Price Elasticity: What the Regression Line Misses

In my next life, I want come back as an economist.

“Assume a demand curve of 50000 units – Price * 5000 units”

If only it were that easy.

The reality is we don’t have neat little price-volume relationships handed to us by the market place. At least not in the form of pretty little equations we can feed into a routine to determine the optimal price.

We have data points, specific measurements of how the market responded to a particular offer. Usually acquired at high cost, especially if we’re selling in retail or another channel where we need to make the same offer to everyone who walks up the point of sale. Data points which are affected by other factors:

  • Audience Differences
  • Product Mix Featured
  • Display / Placement
  • Competitor Pricing
  • Substitute Products
  • Recent Promotions
  • Seasonality
  • Channel Support

Unfortunately, each of these factors also affects demand. In many cases, at the same level of effect as changes in pricing. This makes measuring price elasticity in the real world extremely tricky.

There is also the question of how the incremental demand in response to a lower price is generated:

  • Was our product sold to new or existing customers?
  • Did existing customer load up, potentially reducing our future sales? (or did we prevent them from buying from a competitor when a similar product gets featured next week….)
  • If we generated new customers, was this from broader exposure or better conversion?

This last point is easy to measure in digital but much harder to quantify in retail and wholesale channels. There are generally multiple interactions between price level and channel partner support. You put your best deals at the front of the store. The lift from a better price is a combination of:

  • More people seeing the offer (impressions)
  • More people accepting the offer (conversion rate)

It is even harder to interpret business-to-business results or service purchases. Business buyers tend to be process driven, working within a standard procurement approach to qualify and select items. There is often a significant lag in reactions to market events due to review cycles and the time required to execute significant changes. You can also lose business for factors unrelated to that specific product and price, such as competitive pressure on other items in the bundle or broader challenges with customer service. Customers will frequently cite multiple points when you debrief them about a decision. Price is one of many factors: “you raised your price AND you were late on a shipment AND your rep never visits me”. These dynamics make it difficult to properly attribute business gains and losses to pricing actions.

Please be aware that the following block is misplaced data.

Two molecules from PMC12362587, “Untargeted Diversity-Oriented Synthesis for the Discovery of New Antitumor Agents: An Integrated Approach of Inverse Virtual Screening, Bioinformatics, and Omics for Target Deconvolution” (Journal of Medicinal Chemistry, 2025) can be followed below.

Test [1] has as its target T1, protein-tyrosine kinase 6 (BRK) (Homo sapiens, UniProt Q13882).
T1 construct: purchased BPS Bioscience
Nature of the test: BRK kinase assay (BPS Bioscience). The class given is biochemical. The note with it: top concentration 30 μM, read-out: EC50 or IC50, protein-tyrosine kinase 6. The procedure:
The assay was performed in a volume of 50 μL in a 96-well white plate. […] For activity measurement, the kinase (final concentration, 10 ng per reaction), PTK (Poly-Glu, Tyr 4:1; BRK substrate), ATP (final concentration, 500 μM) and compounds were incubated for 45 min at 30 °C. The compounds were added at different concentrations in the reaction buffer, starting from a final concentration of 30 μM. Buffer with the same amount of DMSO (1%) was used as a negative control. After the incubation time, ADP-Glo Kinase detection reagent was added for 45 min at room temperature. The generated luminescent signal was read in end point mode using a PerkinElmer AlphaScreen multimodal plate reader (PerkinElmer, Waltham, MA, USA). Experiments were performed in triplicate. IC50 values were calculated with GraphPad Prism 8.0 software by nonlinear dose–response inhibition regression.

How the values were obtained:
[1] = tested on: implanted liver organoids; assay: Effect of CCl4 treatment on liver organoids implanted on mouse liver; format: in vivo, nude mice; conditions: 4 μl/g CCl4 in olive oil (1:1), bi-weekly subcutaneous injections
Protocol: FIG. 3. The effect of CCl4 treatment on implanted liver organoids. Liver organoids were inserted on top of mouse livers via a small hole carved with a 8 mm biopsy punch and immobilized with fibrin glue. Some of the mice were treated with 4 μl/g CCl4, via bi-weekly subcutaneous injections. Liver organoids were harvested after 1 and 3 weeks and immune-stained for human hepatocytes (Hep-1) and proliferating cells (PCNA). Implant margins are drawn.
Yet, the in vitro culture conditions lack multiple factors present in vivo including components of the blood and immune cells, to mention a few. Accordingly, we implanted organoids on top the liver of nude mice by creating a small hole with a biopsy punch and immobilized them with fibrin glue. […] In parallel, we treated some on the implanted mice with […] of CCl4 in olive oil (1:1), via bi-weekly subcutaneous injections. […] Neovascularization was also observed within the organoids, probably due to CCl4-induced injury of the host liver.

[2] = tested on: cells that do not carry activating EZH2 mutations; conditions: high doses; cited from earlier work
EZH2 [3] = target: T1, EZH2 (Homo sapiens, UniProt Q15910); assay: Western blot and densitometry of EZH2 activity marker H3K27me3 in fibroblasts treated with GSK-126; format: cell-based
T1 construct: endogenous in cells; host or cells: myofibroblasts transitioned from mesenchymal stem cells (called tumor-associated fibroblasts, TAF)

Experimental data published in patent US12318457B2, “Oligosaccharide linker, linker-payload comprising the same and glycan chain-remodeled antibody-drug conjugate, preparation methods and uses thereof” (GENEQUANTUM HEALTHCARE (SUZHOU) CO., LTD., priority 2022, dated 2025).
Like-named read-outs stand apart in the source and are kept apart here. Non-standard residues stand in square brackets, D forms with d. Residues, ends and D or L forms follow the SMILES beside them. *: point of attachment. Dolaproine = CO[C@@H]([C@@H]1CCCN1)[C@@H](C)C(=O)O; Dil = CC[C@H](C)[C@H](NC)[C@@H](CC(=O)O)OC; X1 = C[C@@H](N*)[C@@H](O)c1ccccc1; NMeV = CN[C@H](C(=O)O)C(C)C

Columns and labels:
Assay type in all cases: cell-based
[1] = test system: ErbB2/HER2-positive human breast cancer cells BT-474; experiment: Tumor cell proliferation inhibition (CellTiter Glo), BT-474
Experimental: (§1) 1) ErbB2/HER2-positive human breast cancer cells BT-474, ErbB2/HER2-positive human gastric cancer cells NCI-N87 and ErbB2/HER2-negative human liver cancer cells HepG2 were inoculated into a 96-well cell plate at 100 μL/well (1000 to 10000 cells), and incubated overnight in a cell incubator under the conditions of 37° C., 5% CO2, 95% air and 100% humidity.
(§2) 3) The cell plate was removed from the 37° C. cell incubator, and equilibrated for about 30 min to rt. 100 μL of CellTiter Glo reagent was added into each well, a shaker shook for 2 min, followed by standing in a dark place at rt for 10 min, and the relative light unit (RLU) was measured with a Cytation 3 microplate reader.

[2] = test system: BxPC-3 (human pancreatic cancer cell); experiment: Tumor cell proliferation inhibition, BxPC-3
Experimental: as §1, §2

This doesn’t mean you can’t measure price elasticity. If we can construct a controlled experiment – where we run the same promotion, with similar advertising and channel partner execution , at different prices – we can generally infer that most of the remaining difference is due to price. Particularly if we can repeat the experiment a few times. Those measurements of price elasticity should be valid.

Another element to consider in real world pricing analytics is the emergence of “winner take most” dynamics in many channels. We see this in digital, with Google search and product selection engines. The first result gets most of the customer attention and the audience drops off quickly as you move down the page. The same effect can occur in offline channels. A wholesale rep has a list of deals and the time to present only a handful of them. Imagine the value of being first out of their selling bag vs. fifth. There are handful of prime display placements in a retail store – yet plenty of room on a quiet retail shelf, seen by only a few. Location matters.

The impact of “winner take most” dynamics can be huge: the first result in Google can get over 50% of the clicks. The fifth result usually generates around 5%. The 10th result (still front page!) can generate as little as 1%. Anything past that is fighting for scraps: only a tiny share of searchers even see page two.

Ranking systems exist for the benefit of the customer: in a world of many choices, simplify their view so they can review a manageable number of offers. And both Amazon’s search algorithm and your friendly local wholesale salesperson have the same objective: answer the customer’s request in as few “clicks” as possible, to conserve time and keep the customer satisfied. The degree to which your offer “converts” business helps you improve your overall position, visibility, and potential audience within a channel.

Which introduces a fascinating opportunity, if your management team is thinking about price elasticity: what happens if we can use price as part of a larger effort to move up in a “winner-take-most” ranking?

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